• For example, plant cells have a cell wall which restricts the shape of plant cells and thereby limits the flexibility and mobility of plants. (wikipedia.org)
  • These hormones are usually transported to a different cell to elicit a response. (bartleby.com)
  • Prior to extraction, plant material must be homogenised to break the cell walls in the tissues (Harrison 2011 ) and thus allow any hormones present to migrate to an appropriate extraction solvent. (springer.com)
  • The discovery of jasmonoyl- L -isoleucine (JA-Ile) as the major bioactive form of the hormone highlights the need to understand biochemical and cell biological processes underlying JA-Ile homeostasis. (frontiersin.org)
  • Most hormones initiate a cellular response by initially combining with either a specific intracellular or cell membrane associated receptor protein. (wikispaces.com)
  • For many hormones, including most protein hormones, the receptor is membrane associated and embedded in the plasma membrane at the surface of the cell. (wikispaces.com)
  • For hormones such as steroid or thyroid hormones, their receptors are located intracellularly within the cytoplasm of their target cell. (wikispaces.com)
  • In order to bind their receptors these hormones must cross the cell membrane. (wikispaces.com)
  • The combined hormone-receptor complex then moves across the nuclear membrane into the nucleus of the cell, where it binds to specific DNA sequences, effectively amplifying or suppressing the action of certain genes, and affecting protein synthesis.However, it has been shown that not all steroid receptors are located intracellularly, some are plasma membrane associated. (wikispaces.com)
  • thus
  • Thus, sound knowledge of the analytical and chemical principles underlying the extraction, purification, identification and quantification of plant hormones is essential for their accurate and precise determination. (springer.com)
  • Thus, exogenous treatments or transgenic approaches for higher SL bioaccumulation can be potential strategies for developing multiple abiotic stress tolerance in crops and plants. (springer.com)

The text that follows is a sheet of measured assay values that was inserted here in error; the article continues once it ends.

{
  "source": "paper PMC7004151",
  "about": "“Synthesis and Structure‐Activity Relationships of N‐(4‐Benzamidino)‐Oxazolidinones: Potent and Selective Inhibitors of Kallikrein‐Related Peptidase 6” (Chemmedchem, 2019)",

• amino acids
  • They can store them in cells, inactivate them, or cannibalise already-formed hormones by conjugating them with carbohydrates , amino acids , or peptides . (wikipedia.org)
  • substances
  • However, this is highly challenging since trace amounts of all of these substances are present in highly complex plant matrices. (springer.com)
  • The term â plant growth factorâ is typically used for plant hormones or substances of comparable impact that area unit administered to plants. (omicsonline.org)
  • For example, the "hormone" Provera is made from the same substances that natural progesterone is made from, but the molecular configuration of it is changed in the laboratory so that it is not identical to anything found in nature. (pathmed.com)
  • Pathway
  • The magnitude and significance of these changes are used to determine a pathway score for a phytohormone for a given comparison in a microarray experiment. (beds.ac.uk)
  • Thyroid
  • Thyroid hormone therapy significantly resolves fibrosis, or scarring, in the lungs of mice, increasing their survival from disease, a Yale-led study shows. (medicalxpress.com)
  • effects
  • Women are twice as likely as men to have asthma, and this gender difference may be caused by the effects of sex hormones on lung cells. (medicalxpress.com)
  • They also need to disengage the effects that hormones have when they are no longer needed. (wikipedia.org)
  • You may want to consider other hormones that reportedly have similar effects (and are much less expensive), such as DHEA or pregnenolone. (drlam.com)
  • pituitary gland
  • Resistance exercise like weight training causes the spurts of growth hormone releases from the pituitary gland. (drlam.com)
  • Even if you lift at 70-85% of your maximal lift capacity, there is still a three to four-fold increase of growth hormone from your pituitary gland according to certain studies. (drlam.com)